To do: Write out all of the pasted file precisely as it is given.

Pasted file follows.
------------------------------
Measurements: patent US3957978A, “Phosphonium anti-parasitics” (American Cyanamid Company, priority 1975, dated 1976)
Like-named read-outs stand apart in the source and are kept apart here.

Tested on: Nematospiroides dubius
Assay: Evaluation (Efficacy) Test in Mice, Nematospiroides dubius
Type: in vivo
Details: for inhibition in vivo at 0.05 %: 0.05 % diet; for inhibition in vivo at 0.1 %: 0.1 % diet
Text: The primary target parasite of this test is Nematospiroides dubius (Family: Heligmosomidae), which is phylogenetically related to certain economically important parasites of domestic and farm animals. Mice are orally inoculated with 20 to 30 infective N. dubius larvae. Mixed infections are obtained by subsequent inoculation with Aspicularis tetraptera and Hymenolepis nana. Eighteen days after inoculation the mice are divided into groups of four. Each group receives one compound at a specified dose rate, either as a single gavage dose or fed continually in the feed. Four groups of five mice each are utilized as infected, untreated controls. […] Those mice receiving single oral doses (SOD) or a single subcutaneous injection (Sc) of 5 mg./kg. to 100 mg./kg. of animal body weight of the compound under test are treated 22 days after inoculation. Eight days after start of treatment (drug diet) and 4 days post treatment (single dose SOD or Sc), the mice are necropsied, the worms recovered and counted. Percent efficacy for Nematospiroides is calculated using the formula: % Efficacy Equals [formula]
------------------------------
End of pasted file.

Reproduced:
Measurements: patent US3957978A, “Phosphonium anti-parasitics” (American Cyanamid Company, priority 1975, dated 1976)
Like-named read-outs stand apart in the source and are kept apart here.

Tested on: Nematospiroides dubius
Assay: Evaluation (Efficacy) Test in Mice, Nematospiroides dubius
Type: in vivo
Details: for inhibition in vivo at 0.05 %: 0.05 % diet; for inhibition in vivo at 0.1 %: 0.1 % diet
Text: The primary target parasite of this test is Nematospiroides dubius (Family: Heligmosomidae), which is phylogenetically related to certain economically important parasites of domestic and farm animals. Mice are orally inoculated with 20 to 30 infective N. dubius larvae. Mixed infections are obtained by subsequent inoculation with Aspicularis tetraptera and Hymenolepis nana. Eighteen days after inoculation the mice are divided into groups of four. Each group receives one compound at a specified dose rate, either as a single gavage dose or fed continually in the feed. Four groups of five mice each are utilized as infected, untreated controls. […] Those mice receiving single oral doses (SOD) or a single subcutaneous injection (Sc) of 5 mg./kg. to 100 mg./kg. of animal body weight of the compound under test are treated 22 days after inoculation. Eight days after start of treatment (drug diet) and 4 days post treatment (single dose SOD or Sc), the mice are necropsied, the worms recovered and counted. Percent efficacy for Nematospiroides is calculated using the formula: % Efficacy Equals [formula]